Iraqi leaders were determined not to be pulled into the bitter struggle between the U.S. and Iran.
“Don’t overburden Iraq with your own issues,” Iraqi President Barham Salih, a Kurd, said in response to Mr. Trump’s comments. “The U.S. is a major power … but do not pursue your own policy priorities. We live here.”
Iraq’s efforts to balance Washington and Tehran were on display again this week with a three-day official visit of Iranian Prime Minister Hassan Rouhani, which included a rare meeting Wednesday with powerful Shiite Grand Ayatollah Ali Sistani. With the Trump administration on a full-court press to isolate the regime in Tehran, the point of Mr. Rouhani’s visit was unmistakable.
“This visit seeks to send a message to the United States of America that Iran is still effective in Iraqi politics,” Ali Fadlallah, an Iraqi political analyst, told The Associated Press.
Iran’s allies in Iraq, including the PMF, have been quick to seize on Mr. Trump’s comments.
After reports of a U.S. military patrol in Mosul in February, a spokesman for the Popular Mobilization Forces said they warned the U.S. against carrying out such acts near them in the future. On March 10, a Fatah Alliance member of parliament said, “We will not allow the U.S. to control Iraq, even if it costs us our necks,” according to Iraq News Inc.
Members of the militias and their allies have repeated widespread conspiracy theories that Washington is helping the Islamic State in order to justify the presence of U.S. forces in Iraq.
In February, a member of the Al-Sadiqoun Bloc told the Iranian government Al-Alam News Network that Islamic State leader Abu Bakr al-Baghdadi was holed up in the desert of western Anbar province under U.S. protection. The bloc’s military wing is Asaib Ahl al-Haq, which forms part of the PMF.
“The United States is preparing to create a new terrorist organization in Iraq to facilitate its interest in its troops staying in the country,” Awas al-Khafaji told Baghdad Today.
A Popular Mobilization Forces spokesman did not respond to repeated requests for comment.
Other Iraqi politicians who have criticized the presence of U.S. troops include allies of Muqtada al-Sadr, the fiery nationalist leader whose Shiite militias fought the U.S. after the 2003 invasion. Mr. al-Sadr’s Sairoon electoral list won the largest single bloc of seats in parliament in May elections, although he has expressed equal skepticism about excessive Iranian and U.S. interference in Iraq’s internal affairs.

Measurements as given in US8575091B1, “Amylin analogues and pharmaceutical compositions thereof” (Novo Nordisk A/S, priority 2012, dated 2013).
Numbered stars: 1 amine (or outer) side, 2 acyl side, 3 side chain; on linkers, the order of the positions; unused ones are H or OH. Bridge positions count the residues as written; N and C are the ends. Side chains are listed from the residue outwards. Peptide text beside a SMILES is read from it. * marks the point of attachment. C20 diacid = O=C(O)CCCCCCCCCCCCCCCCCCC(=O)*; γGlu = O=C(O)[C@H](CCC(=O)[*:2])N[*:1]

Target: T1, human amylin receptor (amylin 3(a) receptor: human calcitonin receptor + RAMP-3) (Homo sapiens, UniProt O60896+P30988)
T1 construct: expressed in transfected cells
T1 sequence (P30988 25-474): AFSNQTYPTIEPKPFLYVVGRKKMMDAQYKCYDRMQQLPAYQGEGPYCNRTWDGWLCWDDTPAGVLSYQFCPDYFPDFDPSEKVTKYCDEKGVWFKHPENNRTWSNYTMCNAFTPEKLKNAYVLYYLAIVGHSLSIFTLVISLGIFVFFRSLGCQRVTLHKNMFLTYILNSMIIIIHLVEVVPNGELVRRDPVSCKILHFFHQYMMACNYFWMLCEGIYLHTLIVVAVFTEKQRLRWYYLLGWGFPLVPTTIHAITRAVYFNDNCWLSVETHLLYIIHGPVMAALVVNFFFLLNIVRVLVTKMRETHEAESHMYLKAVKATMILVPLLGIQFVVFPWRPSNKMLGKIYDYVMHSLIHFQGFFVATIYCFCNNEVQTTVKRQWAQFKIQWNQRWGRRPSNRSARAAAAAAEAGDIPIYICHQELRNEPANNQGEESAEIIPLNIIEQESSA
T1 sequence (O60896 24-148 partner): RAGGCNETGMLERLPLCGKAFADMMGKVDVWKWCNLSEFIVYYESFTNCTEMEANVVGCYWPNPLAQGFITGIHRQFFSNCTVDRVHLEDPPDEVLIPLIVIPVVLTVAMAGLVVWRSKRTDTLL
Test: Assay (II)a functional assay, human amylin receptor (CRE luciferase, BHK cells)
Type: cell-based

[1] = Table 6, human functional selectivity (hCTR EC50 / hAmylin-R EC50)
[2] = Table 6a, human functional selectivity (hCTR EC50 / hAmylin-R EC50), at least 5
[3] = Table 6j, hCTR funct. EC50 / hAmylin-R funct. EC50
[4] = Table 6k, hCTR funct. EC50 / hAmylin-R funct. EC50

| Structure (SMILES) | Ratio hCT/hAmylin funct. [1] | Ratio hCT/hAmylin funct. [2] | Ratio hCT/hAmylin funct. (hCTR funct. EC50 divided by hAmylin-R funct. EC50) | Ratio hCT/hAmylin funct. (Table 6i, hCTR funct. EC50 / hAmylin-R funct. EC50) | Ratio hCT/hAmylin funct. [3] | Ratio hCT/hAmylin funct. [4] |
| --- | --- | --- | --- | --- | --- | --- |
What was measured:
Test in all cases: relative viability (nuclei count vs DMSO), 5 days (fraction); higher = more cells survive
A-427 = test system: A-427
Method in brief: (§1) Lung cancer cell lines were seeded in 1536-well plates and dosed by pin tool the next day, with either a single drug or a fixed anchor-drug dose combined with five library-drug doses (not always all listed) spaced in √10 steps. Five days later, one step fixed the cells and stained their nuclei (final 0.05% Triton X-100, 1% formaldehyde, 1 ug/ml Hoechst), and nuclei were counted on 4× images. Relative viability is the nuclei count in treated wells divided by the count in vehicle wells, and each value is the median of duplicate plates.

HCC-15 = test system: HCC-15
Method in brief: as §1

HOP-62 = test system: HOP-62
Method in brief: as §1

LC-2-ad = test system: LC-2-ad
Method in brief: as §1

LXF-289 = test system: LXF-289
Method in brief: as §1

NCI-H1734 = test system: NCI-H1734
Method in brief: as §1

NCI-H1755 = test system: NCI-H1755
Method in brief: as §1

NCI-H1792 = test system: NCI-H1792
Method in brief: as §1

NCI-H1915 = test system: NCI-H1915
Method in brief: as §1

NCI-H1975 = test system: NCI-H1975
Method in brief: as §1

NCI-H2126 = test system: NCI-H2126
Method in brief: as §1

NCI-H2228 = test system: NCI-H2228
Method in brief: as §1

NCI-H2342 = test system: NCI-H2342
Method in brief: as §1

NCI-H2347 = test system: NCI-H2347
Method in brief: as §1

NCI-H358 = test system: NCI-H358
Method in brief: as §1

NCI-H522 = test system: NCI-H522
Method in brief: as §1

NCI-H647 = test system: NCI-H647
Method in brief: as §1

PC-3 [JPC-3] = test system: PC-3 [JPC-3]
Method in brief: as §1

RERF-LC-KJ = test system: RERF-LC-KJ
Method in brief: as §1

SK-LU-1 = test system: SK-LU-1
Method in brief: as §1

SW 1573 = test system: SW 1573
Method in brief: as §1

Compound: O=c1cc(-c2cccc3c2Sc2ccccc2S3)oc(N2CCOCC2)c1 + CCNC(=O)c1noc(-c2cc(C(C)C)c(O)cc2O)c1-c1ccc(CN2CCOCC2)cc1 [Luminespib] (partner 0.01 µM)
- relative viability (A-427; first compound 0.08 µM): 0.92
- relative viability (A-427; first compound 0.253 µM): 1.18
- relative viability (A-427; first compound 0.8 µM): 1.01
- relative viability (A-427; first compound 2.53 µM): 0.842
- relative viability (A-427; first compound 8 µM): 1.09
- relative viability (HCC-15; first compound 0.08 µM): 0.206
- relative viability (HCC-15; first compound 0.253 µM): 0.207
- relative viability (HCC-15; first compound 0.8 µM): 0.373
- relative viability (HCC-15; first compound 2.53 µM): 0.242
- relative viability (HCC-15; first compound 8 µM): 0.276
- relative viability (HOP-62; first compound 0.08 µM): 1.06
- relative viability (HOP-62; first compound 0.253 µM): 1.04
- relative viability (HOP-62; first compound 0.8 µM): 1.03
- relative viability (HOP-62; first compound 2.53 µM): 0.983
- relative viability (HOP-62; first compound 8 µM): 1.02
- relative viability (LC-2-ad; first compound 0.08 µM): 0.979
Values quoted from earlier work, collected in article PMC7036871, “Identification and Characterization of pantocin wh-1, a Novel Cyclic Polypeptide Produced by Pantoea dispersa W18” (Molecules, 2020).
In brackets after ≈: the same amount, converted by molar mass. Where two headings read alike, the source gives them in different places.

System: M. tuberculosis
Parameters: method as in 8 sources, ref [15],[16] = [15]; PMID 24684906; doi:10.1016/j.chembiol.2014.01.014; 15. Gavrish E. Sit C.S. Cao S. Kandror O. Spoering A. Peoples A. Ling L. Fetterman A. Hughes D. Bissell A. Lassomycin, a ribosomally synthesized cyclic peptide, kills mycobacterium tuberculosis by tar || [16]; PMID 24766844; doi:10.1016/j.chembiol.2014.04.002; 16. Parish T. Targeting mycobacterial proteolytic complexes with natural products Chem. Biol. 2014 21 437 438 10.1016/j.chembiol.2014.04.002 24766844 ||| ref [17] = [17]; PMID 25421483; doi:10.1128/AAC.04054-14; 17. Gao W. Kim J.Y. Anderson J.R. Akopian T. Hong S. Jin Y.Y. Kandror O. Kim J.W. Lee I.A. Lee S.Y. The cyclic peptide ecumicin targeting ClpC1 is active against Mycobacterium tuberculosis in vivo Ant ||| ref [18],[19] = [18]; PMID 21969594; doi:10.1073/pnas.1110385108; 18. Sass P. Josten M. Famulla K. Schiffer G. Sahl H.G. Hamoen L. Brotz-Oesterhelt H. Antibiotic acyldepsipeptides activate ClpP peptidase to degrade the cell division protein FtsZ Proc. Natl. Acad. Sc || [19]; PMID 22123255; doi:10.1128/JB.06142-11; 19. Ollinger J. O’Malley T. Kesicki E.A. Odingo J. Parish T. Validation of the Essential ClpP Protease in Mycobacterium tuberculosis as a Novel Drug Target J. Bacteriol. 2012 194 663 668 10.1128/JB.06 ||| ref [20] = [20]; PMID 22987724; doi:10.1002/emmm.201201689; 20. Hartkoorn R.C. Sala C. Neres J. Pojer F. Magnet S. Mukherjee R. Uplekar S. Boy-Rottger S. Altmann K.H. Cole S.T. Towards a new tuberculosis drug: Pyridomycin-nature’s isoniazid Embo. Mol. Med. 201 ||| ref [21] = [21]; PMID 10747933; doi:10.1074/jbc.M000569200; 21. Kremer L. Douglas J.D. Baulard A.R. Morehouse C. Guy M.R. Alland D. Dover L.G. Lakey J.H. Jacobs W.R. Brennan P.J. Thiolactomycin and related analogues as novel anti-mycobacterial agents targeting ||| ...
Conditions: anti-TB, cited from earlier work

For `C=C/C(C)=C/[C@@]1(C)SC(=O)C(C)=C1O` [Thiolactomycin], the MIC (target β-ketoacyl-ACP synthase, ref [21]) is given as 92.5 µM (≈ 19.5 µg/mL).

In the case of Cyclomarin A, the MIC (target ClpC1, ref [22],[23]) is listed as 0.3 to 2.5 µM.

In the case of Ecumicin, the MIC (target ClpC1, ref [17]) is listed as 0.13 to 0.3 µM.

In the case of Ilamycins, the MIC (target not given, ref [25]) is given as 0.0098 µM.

The PMF is likely to remain potent in the Iraqi domestic debate opposing a U.S. military presence, even with the resurgent Islamic State threats, one analyst in Baghdad said.
The PMF “won’t change its view on the Americans for ideological reasons,” Diyari Salih, a frequent guest on Iraqi political news shows, said in an interview. “It considers [the Islamic State] the hands of the Americans, there to balance its role in the region and create … Sunni-Shia conflict.”
The frequent criticisms of U.S. forces have prompted the Iraqi government to explain that international coalition airstrikes in the country must obtain government permission.
The political wrangling is intensifying even as security analysts warn that the threat from the Islamic State is poised to expand.
Islamic State fighters are entering Iraq from Syria through the vast desert region along the countries’ border. Baghdad declared victory over the Islamic State in December 2017 when the extremist group lost all of its territory, including Mosul during a bloody siege. But even Iraqi military officials say the threat has not disappeared.
“There are [Islamic State] remnants who have a presence in the mountains. They’re surrounded by our forces,” Iraqi army spokesman Brig. Gen. Yahya Rasool told The Washington Times.
The terrorist group has a continued, albeit limited, ability to strike in the country, he said.